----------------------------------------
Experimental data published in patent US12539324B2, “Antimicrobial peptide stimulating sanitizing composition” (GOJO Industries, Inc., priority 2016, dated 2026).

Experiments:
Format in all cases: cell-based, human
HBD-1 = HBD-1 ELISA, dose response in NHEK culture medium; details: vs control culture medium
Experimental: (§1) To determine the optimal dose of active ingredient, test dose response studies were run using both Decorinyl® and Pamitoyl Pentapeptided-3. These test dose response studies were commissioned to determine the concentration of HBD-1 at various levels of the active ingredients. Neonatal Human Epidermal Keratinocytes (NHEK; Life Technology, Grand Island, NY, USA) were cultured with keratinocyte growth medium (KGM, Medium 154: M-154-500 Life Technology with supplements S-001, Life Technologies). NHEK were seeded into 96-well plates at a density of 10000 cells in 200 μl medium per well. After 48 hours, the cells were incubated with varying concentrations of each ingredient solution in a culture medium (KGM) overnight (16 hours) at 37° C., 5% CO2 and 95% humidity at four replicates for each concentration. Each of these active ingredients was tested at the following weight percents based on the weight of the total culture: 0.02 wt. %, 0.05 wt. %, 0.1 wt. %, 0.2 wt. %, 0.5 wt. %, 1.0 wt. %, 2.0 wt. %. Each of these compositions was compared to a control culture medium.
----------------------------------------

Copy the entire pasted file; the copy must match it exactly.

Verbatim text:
Experimental data published in patent US12539324B2, “Antimicrobial peptide stimulating sanitizing composition” (GOJO Industries, Inc., priority 2016, dated 2026).

Experiments:
Format in all cases: cell-based, human
HBD-1 = HBD-1 ELISA, dose response in NHEK culture medium; details: vs control culture medium
Experimental: (§1) To determine the optimal dose of active ingredient, test dose response studies were run using both Decorinyl® and Pamitoyl Pentapeptided-3. These test dose response studies were commissioned to determine the concentration of HBD-1 at various levels of the active ingredients. Neonatal Human Epidermal Keratinocytes (NHEK; Life Technology, Grand Island, NY, USA) were cultured with keratinocyte growth medium (KGM, Medium 154: M-154-500 Life Technology with supplements S-001, Life Technologies). NHEK were seeded into 96-well plates at a density of 10000 cells in 200 μl medium per well. After 48 hours, the cells were incubated with varying concentrations of each ingredient solution in a culture medium (KGM) overnight (16 hours) at 37° C., 5% CO2 and 95% humidity at four replicates for each concentration. Each of these active ingredients was tested at the following weight percents based on the weight of the total culture: 0.02 wt. %, 0.05 wt. %, 0.1 wt. %, 0.2 wt. %, 0.5 wt. %, 1.0 wt. %, 2.0 wt. %. Each of these compositions was compared to a control culture medium.